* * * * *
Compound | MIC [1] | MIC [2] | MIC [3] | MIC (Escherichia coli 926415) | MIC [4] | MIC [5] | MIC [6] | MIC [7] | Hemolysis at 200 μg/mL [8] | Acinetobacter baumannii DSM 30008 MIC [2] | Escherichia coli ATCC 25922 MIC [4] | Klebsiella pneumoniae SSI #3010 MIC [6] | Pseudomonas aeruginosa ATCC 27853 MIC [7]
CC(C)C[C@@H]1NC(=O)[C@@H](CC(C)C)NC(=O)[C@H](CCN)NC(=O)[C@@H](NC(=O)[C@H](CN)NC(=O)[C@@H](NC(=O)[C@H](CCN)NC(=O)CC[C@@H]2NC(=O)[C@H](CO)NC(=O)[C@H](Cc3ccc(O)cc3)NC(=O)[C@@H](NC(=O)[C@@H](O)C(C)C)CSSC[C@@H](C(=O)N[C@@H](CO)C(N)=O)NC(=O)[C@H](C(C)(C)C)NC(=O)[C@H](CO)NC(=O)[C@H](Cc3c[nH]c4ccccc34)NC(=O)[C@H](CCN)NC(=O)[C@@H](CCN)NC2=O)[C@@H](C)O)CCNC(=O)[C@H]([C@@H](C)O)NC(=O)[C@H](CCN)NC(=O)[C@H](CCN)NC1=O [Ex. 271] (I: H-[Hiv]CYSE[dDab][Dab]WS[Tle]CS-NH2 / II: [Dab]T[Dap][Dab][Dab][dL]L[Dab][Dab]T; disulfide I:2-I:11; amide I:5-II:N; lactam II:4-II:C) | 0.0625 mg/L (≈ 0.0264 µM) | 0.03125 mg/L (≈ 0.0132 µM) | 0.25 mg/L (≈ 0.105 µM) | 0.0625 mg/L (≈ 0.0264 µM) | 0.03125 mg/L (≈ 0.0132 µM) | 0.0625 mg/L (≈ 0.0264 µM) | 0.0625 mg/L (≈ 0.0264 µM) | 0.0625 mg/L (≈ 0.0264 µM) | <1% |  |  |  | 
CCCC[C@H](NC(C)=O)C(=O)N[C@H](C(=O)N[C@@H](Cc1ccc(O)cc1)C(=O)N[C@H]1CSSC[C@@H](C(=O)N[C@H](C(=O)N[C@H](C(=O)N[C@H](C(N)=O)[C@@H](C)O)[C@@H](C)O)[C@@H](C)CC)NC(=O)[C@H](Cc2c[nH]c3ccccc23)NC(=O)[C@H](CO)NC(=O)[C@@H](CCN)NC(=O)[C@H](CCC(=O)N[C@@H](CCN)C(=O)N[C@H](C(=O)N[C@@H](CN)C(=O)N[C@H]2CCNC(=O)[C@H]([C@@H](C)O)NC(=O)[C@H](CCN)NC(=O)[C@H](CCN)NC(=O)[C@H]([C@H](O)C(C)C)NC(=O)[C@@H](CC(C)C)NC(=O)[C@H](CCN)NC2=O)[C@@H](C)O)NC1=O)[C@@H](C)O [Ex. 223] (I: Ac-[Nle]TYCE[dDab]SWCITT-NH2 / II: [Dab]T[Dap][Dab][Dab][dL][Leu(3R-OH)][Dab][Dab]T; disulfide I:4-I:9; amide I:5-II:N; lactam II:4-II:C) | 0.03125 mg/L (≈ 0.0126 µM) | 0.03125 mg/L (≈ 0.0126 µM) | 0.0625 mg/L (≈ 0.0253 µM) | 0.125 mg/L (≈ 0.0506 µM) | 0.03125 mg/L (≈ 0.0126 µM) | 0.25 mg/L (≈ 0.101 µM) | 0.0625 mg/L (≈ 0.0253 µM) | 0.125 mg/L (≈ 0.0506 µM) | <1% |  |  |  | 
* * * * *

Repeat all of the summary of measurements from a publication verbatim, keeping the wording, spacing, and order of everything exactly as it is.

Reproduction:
Compound | MIC [1] | MIC [2] | MIC [3] | MIC (Escherichia coli 926415) | MIC [4] | MIC [5] | MIC [6] | MIC [7] | Hemolysis at 200 μg/mL [8] | Acinetobacter baumannii DSM 30008 MIC [2] | Escherichia coli ATCC 25922 MIC [4] | Klebsiella pneumoniae SSI #3010 MIC [6] | Pseudomonas aeruginosa ATCC 27853 MIC [7]
CC(C)C[C@@H]1NC(=O)[C@@H](CC(C)C)NC(=O)[C@H](CCN)NC(=O)[C@@H](NC(=O)[C@H](CN)NC(=O)[C@@H](NC(=O)[C@H](CCN)NC(=O)CC[C@@H]2NC(=O)[C@H](CO)NC(=O)[C@H](Cc3ccc(O)cc3)NC(=O)[C@@H](NC(=O)[C@@H](O)C(C)C)CSSC[C@@H](C(=O)N[C@@H](CO)C(N)=O)NC(=O)[C@H](C(C)(C)C)NC(=O)[C@H](CO)NC(=O)[C@H](Cc3c[nH]c4ccccc34)NC(=O)[C@H](CCN)NC(=O)[C@@H](CCN)NC2=O)[C@@H](C)O)CCNC(=O)[C@H]([C@@H](C)O)NC(=O)[C@H](CCN)NC(=O)[C@H](CCN)NC1=O [Ex. 271] (I: H-[Hiv]CYSE[dDab][Dab]WS[Tle]CS-NH2 / II: [Dab]T[Dap][Dab][Dab][dL]L[Dab][Dab]T; disulfide I:2-I:11; amide I:5-II:N; lactam II:4-II:C) | 0.0625 mg/L (≈ 0.0264 µM) | 0.03125 mg/L (≈ 0.0132 µM) | 0.25 mg/L (≈ 0.105 µM) | 0.0625 mg/L (≈ 0.0264 µM) | 0.03125 mg/L (≈ 0.0132 µM) | 0.0625 mg/L (≈ 0.0264 µM) | 0.0625 mg/L (≈ 0.0264 µM) | 0.0625 mg/L (≈ 0.0264 µM) | <1% |  |  |  | 
CCCC[C@H](NC(C)=O)C(=O)N[C@H](C(=O)N[C@@H](Cc1ccc(O)cc1)C(=O)N[C@H]1CSSC[C@@H](C(=O)N[C@H](C(=O)N[C@H](C(=O)N[C@H](C(N)=O)[C@@H](C)O)[C@@H](C)O)[C@@H](C)CC)NC(=O)[C@H](Cc2c[nH]c3ccccc23)NC(=O)[C@H](CO)NC(=O)[C@@H](CCN)NC(=O)[C@H](CCC(=O)N[C@@H](CCN)C(=O)N[C@H](C(=O)N[C@@H](CN)C(=O)N[C@H]2CCNC(=O)[C@H]([C@@H](C)O)NC(=O)[C@H](CCN)NC(=O)[C@H](CCN)NC(=O)[C@H]([C@H](O)C(C)C)NC(=O)[C@@H](CC(C)C)NC(=O)[C@H](CCN)NC2=O)[C@@H](C)O)NC1=O)[C@@H](C)O [Ex. 223] (I: Ac-[Nle]TYCE[dDab]SWCITT-NH2 / II: [Dab]T[Dap][Dab][Dab][dL][Leu(3R-OH)][Dab][Dab]T; disulfide I:4-I:9; amide I:5-II:N; lactam II:4-II:C) | 0.03125 mg/L (≈ 0.0126 µM) | 0.03125 mg/L (≈ 0.0126 µM) | 0.0625 mg/L (≈ 0.0253 µM) | 0.125 mg/L (≈ 0.0506 µM) | 0.03125 mg/L (≈ 0.0126 µM) | 0.25 mg/L (≈ 0.101 µM) | 0.0625 mg/L (≈ 0.0253 µM) | 0.125 mg/L (≈ 0.0506 µM) | <1% |  |  |  | 